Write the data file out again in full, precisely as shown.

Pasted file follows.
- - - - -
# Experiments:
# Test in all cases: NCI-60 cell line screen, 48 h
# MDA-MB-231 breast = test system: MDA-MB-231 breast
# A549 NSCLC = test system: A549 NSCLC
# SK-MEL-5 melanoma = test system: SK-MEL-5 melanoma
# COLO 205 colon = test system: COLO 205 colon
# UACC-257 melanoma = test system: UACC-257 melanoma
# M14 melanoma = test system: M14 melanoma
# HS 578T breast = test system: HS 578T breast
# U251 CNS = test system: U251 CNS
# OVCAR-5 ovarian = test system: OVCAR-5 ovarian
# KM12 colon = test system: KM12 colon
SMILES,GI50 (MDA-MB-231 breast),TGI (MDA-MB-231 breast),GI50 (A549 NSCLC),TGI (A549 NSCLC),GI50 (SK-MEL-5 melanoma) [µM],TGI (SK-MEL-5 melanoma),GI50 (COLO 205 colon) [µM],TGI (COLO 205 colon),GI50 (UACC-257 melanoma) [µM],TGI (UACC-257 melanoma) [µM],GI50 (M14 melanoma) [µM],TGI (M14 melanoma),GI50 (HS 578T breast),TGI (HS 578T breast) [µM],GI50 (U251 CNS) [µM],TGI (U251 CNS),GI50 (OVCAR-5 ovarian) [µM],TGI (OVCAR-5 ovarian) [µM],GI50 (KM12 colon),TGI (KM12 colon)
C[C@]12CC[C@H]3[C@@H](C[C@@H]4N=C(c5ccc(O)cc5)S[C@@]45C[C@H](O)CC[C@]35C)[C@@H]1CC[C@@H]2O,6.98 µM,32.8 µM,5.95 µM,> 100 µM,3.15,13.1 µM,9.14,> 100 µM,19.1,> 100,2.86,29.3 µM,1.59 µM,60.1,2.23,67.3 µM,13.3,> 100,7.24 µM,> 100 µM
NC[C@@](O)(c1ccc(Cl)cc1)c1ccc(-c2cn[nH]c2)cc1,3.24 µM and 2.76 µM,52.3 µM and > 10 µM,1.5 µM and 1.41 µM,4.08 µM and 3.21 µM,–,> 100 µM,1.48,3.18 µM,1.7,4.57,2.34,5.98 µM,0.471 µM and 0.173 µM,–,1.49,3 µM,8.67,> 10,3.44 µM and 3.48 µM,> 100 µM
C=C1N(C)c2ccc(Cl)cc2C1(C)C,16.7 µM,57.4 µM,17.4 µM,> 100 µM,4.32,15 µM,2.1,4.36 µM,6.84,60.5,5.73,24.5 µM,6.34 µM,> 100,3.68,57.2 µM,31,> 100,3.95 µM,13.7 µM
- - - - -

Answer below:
# Experiments:
# Test in all cases: NCI-60 cell line screen, 48 h
# MDA-MB-231 breast = test system: MDA-MB-231 breast
# A549 NSCLC = test system: A549 NSCLC
# SK-MEL-5 melanoma = test system: SK-MEL-5 melanoma
# COLO 205 colon = test system: COLO 205 colon
# UACC-257 melanoma = test system: UACC-257 melanoma
# M14 melanoma = test system: M14 melanoma
# HS 578T breast = test system: HS 578T breast
# U251 CNS = test system: U251 CNS
# OVCAR-5 ovarian = test system: OVCAR-5 ovarian
# KM12 colon = test system: KM12 colon
SMILES,GI50 (MDA-MB-231 breast),TGI (MDA-MB-231 breast),GI50 (A549 NSCLC),TGI (A549 NSCLC),GI50 (SK-MEL-5 melanoma) [µM],TGI (SK-MEL-5 melanoma),GI50 (COLO 205 colon) [µM],TGI (COLO 205 colon),GI50 (UACC-257 melanoma) [µM],TGI (UACC-257 melanoma) [µM],GI50 (M14 melanoma) [µM],TGI (M14 melanoma),GI50 (HS 578T breast),TGI (HS 578T breast) [µM],GI50 (U251 CNS) [µM],TGI (U251 CNS),GI50 (OVCAR-5 ovarian) [µM],TGI (OVCAR-5 ovarian) [µM],GI50 (KM12 colon),TGI (KM12 colon)
C[C@]12CC[C@H]3[C@@H](C[C@@H]4N=C(c5ccc(O)cc5)S[C@@]45C[C@H](O)CC[C@]35C)[C@@H]1CC[C@@H]2O,6.98 µM,32.8 µM,5.95 µM,> 100 µM,3.15,13.1 µM,9.14,> 100 µM,19.1,> 100,2.86,29.3 µM,1.59 µM,60.1,2.23,67.3 µM,13.3,> 100,7.24 µM,> 100 µM
NC[C@@](O)(c1ccc(Cl)cc1)c1ccc(-c2cn[nH]c2)cc1,3.24 µM and 2.76 µM,52.3 µM and > 10 µM,1.5 µM and 1.41 µM,4.08 µM and 3.21 µM,–,> 100 µM,1.48,3.18 µM,1.7,4.57,2.34,5.98 µM,0.471 µM and 0.173 µM,–,1.49,3 µM,8.67,> 10,3.44 µM and 3.48 µM,> 100 µM
C=C1N(C)c2ccc(Cl)cc2C1(C)C,16.7 µM,57.4 µM,17.4 µM,> 100 µM,4.32,15 µM,2.1,4.36 µM,6.84,60.5,5.73,24.5 µM,6.34 µM,> 100,3.68,57.2 µM,31,> 100,3.95 µM,13.7 µM